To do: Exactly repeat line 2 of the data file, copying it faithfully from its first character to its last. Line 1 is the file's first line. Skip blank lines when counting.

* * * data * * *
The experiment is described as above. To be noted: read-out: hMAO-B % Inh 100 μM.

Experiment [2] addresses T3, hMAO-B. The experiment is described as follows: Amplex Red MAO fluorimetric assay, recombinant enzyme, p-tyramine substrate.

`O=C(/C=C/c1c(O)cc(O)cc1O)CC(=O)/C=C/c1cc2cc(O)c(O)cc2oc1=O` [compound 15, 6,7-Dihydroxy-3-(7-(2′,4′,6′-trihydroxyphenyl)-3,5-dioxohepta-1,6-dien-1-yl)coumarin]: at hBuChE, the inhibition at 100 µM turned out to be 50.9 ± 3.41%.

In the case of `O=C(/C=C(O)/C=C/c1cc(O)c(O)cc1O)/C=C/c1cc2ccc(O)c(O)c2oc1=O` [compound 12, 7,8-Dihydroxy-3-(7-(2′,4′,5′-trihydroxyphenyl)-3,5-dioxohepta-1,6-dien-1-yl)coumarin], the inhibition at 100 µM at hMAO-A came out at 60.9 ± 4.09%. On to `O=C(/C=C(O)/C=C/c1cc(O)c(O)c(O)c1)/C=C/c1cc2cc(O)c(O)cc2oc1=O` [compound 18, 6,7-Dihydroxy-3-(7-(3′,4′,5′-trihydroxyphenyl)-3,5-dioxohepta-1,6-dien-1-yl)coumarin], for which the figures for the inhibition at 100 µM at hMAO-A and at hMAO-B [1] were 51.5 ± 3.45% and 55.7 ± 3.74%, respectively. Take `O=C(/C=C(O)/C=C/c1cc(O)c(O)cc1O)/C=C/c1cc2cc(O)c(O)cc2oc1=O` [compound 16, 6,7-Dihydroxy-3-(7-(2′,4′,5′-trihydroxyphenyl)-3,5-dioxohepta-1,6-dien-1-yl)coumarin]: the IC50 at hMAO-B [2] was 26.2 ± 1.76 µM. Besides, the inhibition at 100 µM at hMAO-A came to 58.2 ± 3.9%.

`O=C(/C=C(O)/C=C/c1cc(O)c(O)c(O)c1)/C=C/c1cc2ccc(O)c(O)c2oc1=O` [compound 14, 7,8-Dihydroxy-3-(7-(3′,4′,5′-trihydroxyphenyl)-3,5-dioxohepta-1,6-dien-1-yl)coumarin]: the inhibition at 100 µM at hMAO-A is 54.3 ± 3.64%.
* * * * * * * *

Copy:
Experiment [2] addresses T3, hMAO-B. The experiment is described as follows: Amplex Red MAO fluorimetric assay, recombinant enzyme, p-tyramine substrate.